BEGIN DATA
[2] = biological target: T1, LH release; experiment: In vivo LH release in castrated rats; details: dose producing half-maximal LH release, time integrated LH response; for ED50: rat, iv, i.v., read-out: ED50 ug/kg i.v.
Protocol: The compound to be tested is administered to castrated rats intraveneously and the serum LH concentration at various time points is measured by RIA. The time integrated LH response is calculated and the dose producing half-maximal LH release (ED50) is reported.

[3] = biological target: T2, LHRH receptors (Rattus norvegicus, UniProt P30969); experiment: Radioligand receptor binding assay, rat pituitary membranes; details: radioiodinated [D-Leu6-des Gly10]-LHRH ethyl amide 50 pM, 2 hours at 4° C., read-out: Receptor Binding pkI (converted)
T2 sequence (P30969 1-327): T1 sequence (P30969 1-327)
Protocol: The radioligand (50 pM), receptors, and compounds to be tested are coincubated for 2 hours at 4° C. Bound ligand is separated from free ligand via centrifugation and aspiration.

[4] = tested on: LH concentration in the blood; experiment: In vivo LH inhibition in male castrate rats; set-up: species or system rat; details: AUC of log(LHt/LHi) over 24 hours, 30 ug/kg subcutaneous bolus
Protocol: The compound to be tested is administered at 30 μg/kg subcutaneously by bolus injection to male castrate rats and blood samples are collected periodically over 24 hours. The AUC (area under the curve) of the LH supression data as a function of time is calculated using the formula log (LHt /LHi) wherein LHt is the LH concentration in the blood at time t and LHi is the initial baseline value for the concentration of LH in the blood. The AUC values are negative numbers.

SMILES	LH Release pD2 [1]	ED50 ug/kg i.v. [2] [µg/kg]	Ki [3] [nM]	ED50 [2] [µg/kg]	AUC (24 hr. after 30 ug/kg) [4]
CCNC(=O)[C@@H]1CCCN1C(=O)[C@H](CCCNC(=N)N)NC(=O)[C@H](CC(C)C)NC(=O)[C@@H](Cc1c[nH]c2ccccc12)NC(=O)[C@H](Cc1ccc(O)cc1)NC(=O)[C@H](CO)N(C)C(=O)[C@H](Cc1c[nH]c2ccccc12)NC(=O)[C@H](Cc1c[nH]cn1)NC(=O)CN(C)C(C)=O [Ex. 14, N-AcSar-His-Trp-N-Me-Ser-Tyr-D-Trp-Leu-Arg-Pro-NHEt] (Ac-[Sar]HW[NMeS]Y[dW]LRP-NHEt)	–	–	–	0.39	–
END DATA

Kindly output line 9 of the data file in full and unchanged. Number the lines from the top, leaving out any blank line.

CCNC(=O)[C@@H]1CCCN1C(=O)[C@H](CCCNC(=N)N)NC(=O)[C@H](CC(C)C)NC(=O)[C@@H](Cc1c[nH]c2ccccc12)NC(=O)[C@H](Cc1ccc(O)cc1)NC(=O)[C@H](CO)N(C)C(=O)[C@H](Cc1c[nH]c2ccccc12)NC(=O)[C@H](Cc1c[nH]cn1)NC(=O)CN(C)C(C)=O [Ex. 14, N-AcSar-His-Trp-N-Me-Ser-Tyr-D-Trp-Leu-Arg-Pro-NHEt] (Ac-[Sar]HW[NMeS]Y[dW]LRP-NHEt)	–	–	–	0.39	–